How the New Testament Quotes the Old Testament
Bob and Gretchen Passantino
Luke 24:25-27: "He said to them, 'How foolish you are, and how slow of heart to believe all that the prophets have spoken! Did not the Christ have to suffer these things and then enter his glory?' And beginning with Moses and all the Prophets, he explained to them what was said in all the Scriptures concerning himself."
Hebrews 1:1: "In the past God spoke to our forefathers through the prophets at many times and in various ways, but in these last days he has spoken to us by his Son, whom he appointed heir of all things, and through whom he made the universe."
1. Reasons the New Uses the Old a. For purposes of argumentation i. Jewish Scriptural Dialectics (from Hillel) (1) Inference from minor to major or vice versa (2) Inference from analogy (3) General principle based on a teaching from one passage (4) General principle based on a teaching from two passages (5) Inference drawn from a general principle to a specific example, and vice versa (6) Inference drawn from an analogous passage (7) Interpretation of a word or passage from within its context ii. Categories of argumentation (1) Doctrinal (2) Prophetical (3) Historical b. As expressions of general truth belonging to all ages c. As illustrations d. As usage of familiar words and concepts, without meaning to fully represent the original text i. Sometimes this reflects an appeal to common experiences and/or images. ii. Sometimes this reflects an allusion to a common use for a passage that has transcended its original placement in scripture (e.g., Heb. 1:5 cf Ps.2:7b-9, wherein the primary allusion is to the use of the Psalm passage at the coronation of Israel's kings, beginning with David, and the secondary allusion is to the original citation in Psalm 2). e. As literary allusions f. As types g. As thematic complements
2. Ways the New Uses the Old a. Accurate renderings from the Hebrew Old standard to the Greek New b. Accurate renderings from the Greek Old standard to the Greek New c. Generally accurate renderings (paraphrases) from the Hebrew Old to the Greek New d. Generally accurate renderings (paraphrases) from the Greek Old to the Greek New e. Paradoxical renderings and/or applications from either the Hebrew Old or the Greek Old to the Greek New
3. How We Account for Differences in Quotation and/or Interpretation a. These are reasons other than the ways the New quotes the Old listed above. b. The initial recipients of the New Testament books did not have personal copies of the Old Testament, which meant that most people relied on the meaning of the text more than the precise wording of the text. i. This means that the majority of quotations in close conformity are from passages most people would have memorized or heard frequently (Psalms, lectionary readings, prophecies, etc.) ii. This means that the meaning of the text is more significant in a consideration of inerrancy than the precise wording of the text. iii. This means that quotations from less familiar texts are more likely to be quoted for reasons other than strict repetition of the original. c. Keeping in mind the different uses of the Old in the New, and the focus on meaning rather than syntax and vocabulary, it is also true that sometimes the New Testament writer incorporated his allusions to the Old into the argument or literary style by changes inconsequential to the meaning or purpose, but which blend the allusion into the narrative better. d. The New Testament allusions to Old Testament passages can reflect the "many ways and many portions" by which God spoke in the Old Testament -- sometimes in dreams, sometimes in parables, sometimes in declarative history, sometimes in prophetic chronology, etc.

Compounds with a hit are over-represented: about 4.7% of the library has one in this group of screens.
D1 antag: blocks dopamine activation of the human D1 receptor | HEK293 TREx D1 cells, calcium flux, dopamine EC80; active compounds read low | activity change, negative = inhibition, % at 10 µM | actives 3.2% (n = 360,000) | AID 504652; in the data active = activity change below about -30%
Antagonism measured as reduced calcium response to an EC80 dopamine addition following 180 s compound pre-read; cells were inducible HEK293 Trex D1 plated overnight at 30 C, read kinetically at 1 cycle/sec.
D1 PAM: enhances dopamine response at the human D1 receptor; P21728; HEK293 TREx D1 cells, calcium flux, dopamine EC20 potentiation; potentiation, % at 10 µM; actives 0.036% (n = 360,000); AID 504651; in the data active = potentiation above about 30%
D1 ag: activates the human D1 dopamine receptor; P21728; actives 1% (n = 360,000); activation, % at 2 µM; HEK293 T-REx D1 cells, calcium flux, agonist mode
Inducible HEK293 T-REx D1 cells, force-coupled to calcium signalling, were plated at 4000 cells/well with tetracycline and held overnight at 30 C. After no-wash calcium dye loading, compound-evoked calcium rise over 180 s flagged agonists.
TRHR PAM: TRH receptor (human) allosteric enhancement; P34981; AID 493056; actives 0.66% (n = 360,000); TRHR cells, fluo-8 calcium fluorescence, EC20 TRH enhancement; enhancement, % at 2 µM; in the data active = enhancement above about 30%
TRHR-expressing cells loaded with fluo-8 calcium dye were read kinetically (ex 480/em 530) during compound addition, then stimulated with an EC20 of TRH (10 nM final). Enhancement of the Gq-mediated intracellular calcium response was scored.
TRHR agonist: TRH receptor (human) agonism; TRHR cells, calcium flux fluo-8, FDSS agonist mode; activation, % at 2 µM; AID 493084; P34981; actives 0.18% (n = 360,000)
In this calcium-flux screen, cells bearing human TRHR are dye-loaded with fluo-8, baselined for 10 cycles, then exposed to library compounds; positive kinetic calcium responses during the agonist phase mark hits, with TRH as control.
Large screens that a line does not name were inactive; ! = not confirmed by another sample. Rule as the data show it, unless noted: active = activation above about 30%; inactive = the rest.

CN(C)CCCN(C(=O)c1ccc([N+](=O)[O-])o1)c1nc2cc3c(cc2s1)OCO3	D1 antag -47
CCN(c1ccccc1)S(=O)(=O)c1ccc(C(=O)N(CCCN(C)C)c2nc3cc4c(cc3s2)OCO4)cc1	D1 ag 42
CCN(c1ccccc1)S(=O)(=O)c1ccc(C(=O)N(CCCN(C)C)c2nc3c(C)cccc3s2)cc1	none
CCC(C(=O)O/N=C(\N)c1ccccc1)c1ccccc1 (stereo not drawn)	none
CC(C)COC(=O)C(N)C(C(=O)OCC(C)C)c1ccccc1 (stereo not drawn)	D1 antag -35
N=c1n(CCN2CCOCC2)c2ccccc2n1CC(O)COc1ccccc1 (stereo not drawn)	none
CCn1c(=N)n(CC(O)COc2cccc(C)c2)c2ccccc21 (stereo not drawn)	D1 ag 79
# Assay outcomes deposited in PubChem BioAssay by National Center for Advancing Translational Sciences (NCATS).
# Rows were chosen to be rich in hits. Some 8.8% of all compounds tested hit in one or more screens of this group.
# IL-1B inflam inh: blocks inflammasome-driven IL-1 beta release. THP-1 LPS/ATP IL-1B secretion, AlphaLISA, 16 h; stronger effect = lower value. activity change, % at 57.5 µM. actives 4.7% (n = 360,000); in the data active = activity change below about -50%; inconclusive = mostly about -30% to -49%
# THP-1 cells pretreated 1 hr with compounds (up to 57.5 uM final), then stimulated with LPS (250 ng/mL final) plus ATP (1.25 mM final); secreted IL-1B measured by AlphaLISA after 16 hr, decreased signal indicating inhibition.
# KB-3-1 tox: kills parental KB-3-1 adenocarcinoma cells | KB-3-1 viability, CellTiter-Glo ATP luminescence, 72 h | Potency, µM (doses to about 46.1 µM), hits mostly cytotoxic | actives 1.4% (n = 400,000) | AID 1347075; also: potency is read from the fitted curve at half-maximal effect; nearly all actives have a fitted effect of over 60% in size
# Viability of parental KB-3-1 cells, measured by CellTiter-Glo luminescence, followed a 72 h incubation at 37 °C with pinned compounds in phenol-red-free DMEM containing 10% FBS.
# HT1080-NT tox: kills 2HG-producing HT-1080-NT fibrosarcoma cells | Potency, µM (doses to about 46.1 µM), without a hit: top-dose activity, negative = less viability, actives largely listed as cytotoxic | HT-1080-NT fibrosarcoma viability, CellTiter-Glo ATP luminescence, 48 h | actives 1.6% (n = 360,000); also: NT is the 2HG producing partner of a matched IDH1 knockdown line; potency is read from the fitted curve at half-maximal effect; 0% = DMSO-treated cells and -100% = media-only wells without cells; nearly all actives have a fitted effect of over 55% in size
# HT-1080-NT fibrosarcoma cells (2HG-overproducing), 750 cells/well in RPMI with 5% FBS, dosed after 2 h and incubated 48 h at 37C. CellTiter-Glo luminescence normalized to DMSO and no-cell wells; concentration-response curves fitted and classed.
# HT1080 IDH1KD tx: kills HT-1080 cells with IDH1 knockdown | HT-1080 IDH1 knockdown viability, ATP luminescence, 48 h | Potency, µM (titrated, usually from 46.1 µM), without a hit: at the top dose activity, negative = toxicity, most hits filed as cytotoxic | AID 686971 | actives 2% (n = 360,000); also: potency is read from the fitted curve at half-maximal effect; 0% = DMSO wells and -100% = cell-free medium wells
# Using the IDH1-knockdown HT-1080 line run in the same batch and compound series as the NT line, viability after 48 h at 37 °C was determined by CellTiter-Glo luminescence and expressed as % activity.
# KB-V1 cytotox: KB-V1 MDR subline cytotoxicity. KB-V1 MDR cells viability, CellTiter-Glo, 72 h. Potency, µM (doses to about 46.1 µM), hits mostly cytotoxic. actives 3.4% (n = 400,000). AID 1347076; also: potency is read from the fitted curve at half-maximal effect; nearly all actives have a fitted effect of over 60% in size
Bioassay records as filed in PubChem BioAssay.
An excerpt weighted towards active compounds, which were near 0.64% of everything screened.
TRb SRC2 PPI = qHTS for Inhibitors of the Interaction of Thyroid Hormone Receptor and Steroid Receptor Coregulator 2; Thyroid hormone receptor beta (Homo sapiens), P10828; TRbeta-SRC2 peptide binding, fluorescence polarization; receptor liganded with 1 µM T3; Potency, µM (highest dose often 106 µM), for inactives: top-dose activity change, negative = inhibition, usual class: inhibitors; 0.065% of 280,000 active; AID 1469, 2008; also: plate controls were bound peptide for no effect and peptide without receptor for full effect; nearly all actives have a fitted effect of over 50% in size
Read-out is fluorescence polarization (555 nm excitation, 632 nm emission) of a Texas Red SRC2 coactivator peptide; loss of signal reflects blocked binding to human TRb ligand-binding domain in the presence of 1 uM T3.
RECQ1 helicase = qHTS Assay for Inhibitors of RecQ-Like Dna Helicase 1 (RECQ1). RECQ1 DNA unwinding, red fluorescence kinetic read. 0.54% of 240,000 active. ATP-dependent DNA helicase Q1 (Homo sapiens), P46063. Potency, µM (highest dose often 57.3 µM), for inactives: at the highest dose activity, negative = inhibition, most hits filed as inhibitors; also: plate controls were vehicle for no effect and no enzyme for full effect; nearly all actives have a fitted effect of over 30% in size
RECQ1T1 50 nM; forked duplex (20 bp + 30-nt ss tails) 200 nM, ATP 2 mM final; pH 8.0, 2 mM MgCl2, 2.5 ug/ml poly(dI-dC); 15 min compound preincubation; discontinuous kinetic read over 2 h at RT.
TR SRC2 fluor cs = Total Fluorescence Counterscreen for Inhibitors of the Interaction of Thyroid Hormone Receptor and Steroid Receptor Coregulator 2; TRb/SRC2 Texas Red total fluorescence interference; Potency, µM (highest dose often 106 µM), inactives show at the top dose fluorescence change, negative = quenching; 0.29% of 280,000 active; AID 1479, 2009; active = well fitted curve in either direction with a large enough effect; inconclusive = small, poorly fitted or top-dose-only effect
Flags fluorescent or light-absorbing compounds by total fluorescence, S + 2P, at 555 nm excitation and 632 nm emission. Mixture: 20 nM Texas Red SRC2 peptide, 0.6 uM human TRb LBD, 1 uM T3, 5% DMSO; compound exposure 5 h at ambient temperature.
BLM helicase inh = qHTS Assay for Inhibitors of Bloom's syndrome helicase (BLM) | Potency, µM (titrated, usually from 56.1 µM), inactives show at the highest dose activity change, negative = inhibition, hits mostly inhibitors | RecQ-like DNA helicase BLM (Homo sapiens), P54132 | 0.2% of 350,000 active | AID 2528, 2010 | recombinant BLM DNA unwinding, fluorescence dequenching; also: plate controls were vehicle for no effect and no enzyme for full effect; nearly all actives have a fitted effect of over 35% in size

4. Statistics Concerning the New Testament's Use of the Old Testament a. Number of citations of all types, including dubious identifications: 613 - 2,500. b. Formal citations (with introductory formulas): 150-300 (but many repetitions). c. Text Types Represented: Alexandrinus, Vaticanus, a root text predating either, paraphrases -- but all from the Septuagint, not Hebrew (either Masoretic or other).
Ellis, E. Earle. The Old Testament in Early Christianity. Grand Rapids: Baker Book House, 1991.
Ellis, E. Earle. Paul's Use of the Old Testament. Grand Rapids: Baker Book House, 1957.
France, R. T. Jesus and the Old Testament. Downers Grove: InterVarsity Press, 1971.
Goldingay, John. Approaches to Old Testament Interpretation. Downers Grove: InterVarsity Press, 1990.
Johnson, S. Lewis. The Old Testament in the New. Grand Rapids: Zondervan Publishing House, 1980.
Kaiser, Walter C. Toward Rediscovering the Old Testament. Grand Rapids: Zondervan Publishing House, 1987.
Kaiser, Walter C. The Uses of the Old Testament in the New. Chicago: Moody Press, 1985.
The Lord's Servant must not quarrel; instead,
he must be kind to everyone, able to teach, not
resentful. Those who oppose him he must gently
instruct, in the hope that God will give them a change
of heart leading to a knowledge of the truth
II Timothy 2:24-26